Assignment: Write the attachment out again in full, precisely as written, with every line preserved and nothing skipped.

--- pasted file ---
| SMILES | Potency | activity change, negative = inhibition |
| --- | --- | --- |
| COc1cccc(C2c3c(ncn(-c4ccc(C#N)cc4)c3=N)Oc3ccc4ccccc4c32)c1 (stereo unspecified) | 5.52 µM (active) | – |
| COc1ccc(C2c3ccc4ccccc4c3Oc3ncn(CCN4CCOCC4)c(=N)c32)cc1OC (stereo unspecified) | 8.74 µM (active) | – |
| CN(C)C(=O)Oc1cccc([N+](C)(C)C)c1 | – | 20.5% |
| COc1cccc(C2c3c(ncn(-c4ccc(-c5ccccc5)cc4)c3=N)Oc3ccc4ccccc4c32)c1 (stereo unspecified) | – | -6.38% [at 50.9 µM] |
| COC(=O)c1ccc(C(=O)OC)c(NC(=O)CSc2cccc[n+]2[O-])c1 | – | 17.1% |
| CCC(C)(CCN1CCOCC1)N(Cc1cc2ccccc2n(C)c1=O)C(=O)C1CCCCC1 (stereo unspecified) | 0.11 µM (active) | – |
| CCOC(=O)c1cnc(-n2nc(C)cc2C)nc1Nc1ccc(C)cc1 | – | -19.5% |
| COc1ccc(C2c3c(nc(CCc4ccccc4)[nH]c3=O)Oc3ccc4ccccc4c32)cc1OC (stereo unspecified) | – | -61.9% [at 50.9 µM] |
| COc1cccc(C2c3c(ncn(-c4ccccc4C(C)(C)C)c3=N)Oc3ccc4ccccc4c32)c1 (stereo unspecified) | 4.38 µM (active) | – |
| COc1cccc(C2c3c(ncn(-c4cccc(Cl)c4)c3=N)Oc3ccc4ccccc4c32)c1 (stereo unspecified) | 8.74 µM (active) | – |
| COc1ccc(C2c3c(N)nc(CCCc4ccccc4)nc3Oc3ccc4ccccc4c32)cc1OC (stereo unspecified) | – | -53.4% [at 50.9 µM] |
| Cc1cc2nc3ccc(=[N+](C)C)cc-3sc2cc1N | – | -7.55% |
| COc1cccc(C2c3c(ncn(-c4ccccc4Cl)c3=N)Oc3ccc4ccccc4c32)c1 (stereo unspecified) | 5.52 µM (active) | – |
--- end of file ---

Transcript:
| SMILES | Potency | activity change, negative = inhibition |
| --- | --- | --- |
| COc1cccc(C2c3c(ncn(-c4ccc(C#N)cc4)c3=N)Oc3ccc4ccccc4c32)c1 (stereo unspecified) | 5.52 µM (active) | – |
| COc1ccc(C2c3ccc4ccccc4c3Oc3ncn(CCN4CCOCC4)c(=N)c32)cc1OC (stereo unspecified) | 8.74 µM (active) | – |
| CN(C)C(=O)Oc1cccc([N+](C)(C)C)c1 | – | 20.5% |
| COc1cccc(C2c3c(ncn(-c4ccc(-c5ccccc5)cc4)c3=N)Oc3ccc4ccccc4c32)c1 (stereo unspecified) | – | -6.38% [at 50.9 µM] |
| COC(=O)c1ccc(C(=O)OC)c(NC(=O)CSc2cccc[n+]2[O-])c1 | – | 17.1% |
| CCC(C)(CCN1CCOCC1)N(Cc1cc2ccccc2n(C)c1=O)C(=O)C1CCCCC1 (stereo unspecified) | 0.11 µM (active) | – |
| CCOC(=O)c1cnc(-n2nc(C)cc2C)nc1Nc1ccc(C)cc1 | – | -19.5% |
| COc1ccc(C2c3c(nc(CCc4ccccc4)[nH]c3=O)Oc3ccc4ccccc4c32)cc1OC (stereo unspecified) | – | -61.9% [at 50.9 µM] |
| COc1cccc(C2c3c(ncn(-c4ccccc4C(C)(C)C)c3=N)Oc3ccc4ccccc4c32)c1 (stereo unspecified) | 4.38 µM (active) | – |
| COc1cccc(C2c3c(ncn(-c4cccc(Cl)c4)c3=N)Oc3ccc4ccccc4c32)c1 (stereo unspecified) | 8.74 µM (active) | – |
| COc1ccc(C2c3c(N)nc(CCCc4ccccc4)nc3Oc3ccc4ccccc4c32)cc1OC (stereo unspecified) | – | -53.4% [at 50.9 µM] |
| Cc1cc2nc3ccc(=[N+](C)C)cc-3sc2cc1N | – | -7.55% |
| COc1cccc(C2c3c(ncn(-c4ccccc4Cl)c3=N)Oc3ccc4ccccc4c32)c1 (stereo unspecified) | 5.52 µM (active) | – |